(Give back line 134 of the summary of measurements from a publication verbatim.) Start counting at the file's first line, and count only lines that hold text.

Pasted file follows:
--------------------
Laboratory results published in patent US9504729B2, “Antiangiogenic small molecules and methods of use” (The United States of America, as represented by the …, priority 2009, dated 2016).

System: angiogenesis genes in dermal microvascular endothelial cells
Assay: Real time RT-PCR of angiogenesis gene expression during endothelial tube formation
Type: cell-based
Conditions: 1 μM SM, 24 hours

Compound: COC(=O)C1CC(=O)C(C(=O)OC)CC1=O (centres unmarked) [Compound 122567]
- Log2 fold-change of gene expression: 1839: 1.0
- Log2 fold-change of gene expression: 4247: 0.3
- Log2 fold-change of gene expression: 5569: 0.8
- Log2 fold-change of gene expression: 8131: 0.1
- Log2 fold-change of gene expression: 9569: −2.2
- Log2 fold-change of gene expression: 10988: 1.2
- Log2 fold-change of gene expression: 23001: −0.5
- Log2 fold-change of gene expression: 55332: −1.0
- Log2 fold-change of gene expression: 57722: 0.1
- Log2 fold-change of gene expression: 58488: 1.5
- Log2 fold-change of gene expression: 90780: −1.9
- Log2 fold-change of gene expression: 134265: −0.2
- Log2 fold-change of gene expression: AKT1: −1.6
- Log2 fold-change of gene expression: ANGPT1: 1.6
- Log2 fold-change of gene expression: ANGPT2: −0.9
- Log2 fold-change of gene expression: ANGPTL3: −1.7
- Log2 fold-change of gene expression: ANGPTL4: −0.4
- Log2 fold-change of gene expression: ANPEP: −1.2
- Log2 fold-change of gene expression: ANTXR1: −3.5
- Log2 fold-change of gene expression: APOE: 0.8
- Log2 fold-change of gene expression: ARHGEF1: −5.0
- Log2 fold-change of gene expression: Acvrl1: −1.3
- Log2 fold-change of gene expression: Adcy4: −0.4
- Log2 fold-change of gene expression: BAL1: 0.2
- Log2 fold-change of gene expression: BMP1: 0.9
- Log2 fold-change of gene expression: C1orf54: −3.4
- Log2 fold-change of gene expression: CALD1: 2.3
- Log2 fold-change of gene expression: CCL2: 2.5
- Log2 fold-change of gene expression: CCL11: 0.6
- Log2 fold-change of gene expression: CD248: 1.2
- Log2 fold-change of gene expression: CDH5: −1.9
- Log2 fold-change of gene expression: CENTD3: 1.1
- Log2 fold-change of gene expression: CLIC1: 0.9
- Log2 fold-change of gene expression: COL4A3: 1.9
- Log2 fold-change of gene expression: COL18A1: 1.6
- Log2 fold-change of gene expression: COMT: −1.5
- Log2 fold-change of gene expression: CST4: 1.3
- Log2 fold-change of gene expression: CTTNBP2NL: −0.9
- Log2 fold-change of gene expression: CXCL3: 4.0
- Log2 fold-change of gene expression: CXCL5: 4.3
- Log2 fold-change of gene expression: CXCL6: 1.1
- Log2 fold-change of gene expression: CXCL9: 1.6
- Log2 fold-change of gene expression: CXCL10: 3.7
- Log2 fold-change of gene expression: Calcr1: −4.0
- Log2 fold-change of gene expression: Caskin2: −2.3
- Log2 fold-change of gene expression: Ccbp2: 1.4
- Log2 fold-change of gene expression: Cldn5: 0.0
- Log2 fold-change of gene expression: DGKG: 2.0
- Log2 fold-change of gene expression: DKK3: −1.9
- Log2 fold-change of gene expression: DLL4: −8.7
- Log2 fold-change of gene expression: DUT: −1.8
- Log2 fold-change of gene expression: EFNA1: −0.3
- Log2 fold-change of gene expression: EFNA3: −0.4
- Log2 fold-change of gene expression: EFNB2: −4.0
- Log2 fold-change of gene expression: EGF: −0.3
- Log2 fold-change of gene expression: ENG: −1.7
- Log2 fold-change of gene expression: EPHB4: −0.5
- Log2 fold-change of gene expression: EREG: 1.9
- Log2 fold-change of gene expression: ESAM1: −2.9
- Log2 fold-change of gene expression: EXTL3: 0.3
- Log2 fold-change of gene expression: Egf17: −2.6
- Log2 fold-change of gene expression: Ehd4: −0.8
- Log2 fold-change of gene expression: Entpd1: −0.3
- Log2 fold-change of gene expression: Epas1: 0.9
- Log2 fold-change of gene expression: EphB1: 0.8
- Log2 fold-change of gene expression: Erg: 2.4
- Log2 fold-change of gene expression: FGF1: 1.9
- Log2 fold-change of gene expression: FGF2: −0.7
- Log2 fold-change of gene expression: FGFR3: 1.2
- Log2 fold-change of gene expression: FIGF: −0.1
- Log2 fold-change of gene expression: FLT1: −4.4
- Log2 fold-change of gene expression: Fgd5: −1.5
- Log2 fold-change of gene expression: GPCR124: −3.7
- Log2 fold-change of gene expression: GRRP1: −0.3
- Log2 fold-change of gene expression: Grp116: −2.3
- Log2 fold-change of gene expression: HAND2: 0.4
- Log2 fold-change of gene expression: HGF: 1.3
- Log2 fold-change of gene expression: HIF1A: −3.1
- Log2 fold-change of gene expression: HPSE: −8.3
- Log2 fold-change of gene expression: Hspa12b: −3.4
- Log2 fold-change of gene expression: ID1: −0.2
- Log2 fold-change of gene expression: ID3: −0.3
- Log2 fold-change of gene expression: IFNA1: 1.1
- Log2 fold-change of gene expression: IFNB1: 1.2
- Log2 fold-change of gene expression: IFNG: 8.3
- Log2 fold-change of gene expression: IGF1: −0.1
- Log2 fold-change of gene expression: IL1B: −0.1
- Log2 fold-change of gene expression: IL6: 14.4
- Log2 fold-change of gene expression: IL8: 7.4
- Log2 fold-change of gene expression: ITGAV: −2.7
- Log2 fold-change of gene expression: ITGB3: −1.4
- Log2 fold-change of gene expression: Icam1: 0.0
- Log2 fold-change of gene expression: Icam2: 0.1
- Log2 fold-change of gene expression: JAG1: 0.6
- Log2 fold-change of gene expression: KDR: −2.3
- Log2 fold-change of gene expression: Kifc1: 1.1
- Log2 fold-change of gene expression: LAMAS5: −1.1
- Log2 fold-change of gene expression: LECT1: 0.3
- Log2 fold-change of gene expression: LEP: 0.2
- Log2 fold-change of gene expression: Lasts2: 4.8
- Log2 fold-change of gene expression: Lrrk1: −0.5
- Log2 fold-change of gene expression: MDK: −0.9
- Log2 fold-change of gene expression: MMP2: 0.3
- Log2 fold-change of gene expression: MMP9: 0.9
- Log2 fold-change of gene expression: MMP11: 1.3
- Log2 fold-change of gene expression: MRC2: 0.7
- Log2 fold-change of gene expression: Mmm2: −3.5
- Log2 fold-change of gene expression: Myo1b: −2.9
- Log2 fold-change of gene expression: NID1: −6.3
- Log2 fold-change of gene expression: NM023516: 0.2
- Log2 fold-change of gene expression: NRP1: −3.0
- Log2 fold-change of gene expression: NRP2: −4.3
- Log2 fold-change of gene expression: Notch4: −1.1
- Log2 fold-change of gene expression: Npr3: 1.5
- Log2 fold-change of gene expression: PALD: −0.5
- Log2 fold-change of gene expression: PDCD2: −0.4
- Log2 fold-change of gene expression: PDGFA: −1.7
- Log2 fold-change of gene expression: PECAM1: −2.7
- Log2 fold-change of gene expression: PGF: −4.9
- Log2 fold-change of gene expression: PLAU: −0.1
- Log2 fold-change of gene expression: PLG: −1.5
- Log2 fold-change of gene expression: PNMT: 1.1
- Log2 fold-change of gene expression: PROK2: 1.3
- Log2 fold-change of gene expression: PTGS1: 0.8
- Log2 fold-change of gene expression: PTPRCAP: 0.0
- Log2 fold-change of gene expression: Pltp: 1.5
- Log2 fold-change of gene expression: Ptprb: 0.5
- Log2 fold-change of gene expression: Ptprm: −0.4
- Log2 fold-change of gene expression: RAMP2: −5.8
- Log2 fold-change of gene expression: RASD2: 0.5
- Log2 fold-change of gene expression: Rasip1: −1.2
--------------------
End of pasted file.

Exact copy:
- Log2 fold-change of gene expression: Ptprm: −0.4